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I don't know if this would be the right kind of example, but here goes. This actually happens with most of my working dogs eventually (thanks to Hooman Error Factor and the high integrity of my dogs) but I'll describe it from a single example.

 

This generally happens when we've recently been making the transition from fetching/wearing to driving, so from my point of view, there's a been whole lot of flip-flopping going on. (I can only imagine what it's like for the dog.)

 

The dog is a good listener, generally obedient, decent to its stock, takes flanks promptly and squarely, and clearly understands verbal commands (in that it will consistently take the correct flank with its back to me, including off-balance requests).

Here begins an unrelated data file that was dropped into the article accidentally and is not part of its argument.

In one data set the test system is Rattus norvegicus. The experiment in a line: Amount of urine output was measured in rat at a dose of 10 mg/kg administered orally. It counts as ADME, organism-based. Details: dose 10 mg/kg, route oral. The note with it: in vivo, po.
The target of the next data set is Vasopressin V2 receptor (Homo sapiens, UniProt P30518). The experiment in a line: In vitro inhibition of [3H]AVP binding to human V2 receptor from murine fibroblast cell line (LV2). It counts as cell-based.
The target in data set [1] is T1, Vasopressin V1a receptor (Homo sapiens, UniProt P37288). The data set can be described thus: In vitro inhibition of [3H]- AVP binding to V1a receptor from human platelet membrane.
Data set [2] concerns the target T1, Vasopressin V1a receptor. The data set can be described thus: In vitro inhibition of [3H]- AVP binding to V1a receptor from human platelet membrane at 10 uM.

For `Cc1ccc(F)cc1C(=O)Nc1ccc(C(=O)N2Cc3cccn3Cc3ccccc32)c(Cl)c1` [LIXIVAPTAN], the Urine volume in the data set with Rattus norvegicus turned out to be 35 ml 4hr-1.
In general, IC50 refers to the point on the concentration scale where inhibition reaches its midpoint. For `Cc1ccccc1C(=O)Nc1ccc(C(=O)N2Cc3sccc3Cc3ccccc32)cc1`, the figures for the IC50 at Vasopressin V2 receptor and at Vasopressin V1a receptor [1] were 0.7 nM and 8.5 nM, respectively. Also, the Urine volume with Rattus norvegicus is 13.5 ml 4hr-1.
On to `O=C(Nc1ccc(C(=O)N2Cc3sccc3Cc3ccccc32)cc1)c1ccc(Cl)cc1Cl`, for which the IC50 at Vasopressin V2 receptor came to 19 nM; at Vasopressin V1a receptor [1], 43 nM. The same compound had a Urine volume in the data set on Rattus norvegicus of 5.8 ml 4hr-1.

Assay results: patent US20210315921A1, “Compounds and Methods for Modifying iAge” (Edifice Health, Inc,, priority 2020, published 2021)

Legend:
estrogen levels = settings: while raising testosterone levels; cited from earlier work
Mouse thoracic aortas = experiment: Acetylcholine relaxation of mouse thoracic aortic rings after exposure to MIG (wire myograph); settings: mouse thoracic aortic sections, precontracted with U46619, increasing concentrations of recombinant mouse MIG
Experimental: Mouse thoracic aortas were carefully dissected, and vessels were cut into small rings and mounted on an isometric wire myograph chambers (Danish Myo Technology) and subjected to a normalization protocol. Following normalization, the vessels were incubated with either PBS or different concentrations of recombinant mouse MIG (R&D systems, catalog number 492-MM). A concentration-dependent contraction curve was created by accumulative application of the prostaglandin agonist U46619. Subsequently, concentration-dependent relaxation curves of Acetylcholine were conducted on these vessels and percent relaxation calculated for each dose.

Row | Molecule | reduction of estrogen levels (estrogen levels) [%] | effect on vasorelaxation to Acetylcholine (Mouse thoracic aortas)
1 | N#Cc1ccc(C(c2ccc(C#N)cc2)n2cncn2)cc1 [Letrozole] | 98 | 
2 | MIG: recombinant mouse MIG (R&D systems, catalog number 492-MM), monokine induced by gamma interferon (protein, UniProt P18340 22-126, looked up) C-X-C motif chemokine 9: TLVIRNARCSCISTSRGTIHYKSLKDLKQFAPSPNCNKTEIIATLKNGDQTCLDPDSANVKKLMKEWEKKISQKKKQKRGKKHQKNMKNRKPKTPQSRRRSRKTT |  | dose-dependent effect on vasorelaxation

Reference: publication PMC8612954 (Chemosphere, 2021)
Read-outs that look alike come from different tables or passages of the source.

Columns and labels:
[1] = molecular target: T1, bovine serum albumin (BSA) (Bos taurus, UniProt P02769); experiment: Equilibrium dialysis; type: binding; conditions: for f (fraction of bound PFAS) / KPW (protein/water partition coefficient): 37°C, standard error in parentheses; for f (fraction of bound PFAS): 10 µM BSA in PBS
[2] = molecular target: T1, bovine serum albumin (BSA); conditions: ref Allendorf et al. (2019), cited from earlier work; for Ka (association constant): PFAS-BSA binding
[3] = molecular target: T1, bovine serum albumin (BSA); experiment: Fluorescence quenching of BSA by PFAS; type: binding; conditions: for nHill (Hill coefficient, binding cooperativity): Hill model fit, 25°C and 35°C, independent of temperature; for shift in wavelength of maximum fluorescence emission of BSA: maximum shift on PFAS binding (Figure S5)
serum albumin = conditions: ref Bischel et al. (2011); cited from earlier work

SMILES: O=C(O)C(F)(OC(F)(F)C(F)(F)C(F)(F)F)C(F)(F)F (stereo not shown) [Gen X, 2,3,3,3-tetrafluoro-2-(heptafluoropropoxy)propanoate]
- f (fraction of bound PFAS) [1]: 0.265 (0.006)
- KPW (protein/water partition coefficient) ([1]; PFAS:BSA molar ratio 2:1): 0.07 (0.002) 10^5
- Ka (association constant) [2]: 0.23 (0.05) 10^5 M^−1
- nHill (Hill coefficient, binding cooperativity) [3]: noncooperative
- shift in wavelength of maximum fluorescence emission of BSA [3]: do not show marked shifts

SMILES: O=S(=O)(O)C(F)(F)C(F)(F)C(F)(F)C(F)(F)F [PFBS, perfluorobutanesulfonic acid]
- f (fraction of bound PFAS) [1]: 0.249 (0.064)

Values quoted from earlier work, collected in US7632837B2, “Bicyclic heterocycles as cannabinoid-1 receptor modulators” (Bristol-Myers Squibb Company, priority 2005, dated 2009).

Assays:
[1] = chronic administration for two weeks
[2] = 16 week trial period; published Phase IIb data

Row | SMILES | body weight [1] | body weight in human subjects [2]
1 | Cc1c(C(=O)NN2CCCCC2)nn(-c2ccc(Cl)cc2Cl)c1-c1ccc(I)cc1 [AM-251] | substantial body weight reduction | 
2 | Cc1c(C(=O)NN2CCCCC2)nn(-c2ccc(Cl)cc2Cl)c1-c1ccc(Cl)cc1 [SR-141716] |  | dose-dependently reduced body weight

Say we're doing a straightforward fetch, something simple and basic that the dog understands very well. And there's a fairly strong draw to one side, and I'm asking the dog up (but not "in") to cover. And I'm asking, and I'm asking, and now I'm telling. And now I'M TELLING. And the dog (generally responsive and always honest) is giving me these feeble little half-hearted pokey flanks, interspersed with a certain look. (I've learned to watch out for The Look.) And maybe we're losing the sheep off-line in that direction despite my insistence, though we haven't completely lost control.

 

What the dog is telling me is that I'm busy hollering the wrong flank command.

 

Oops.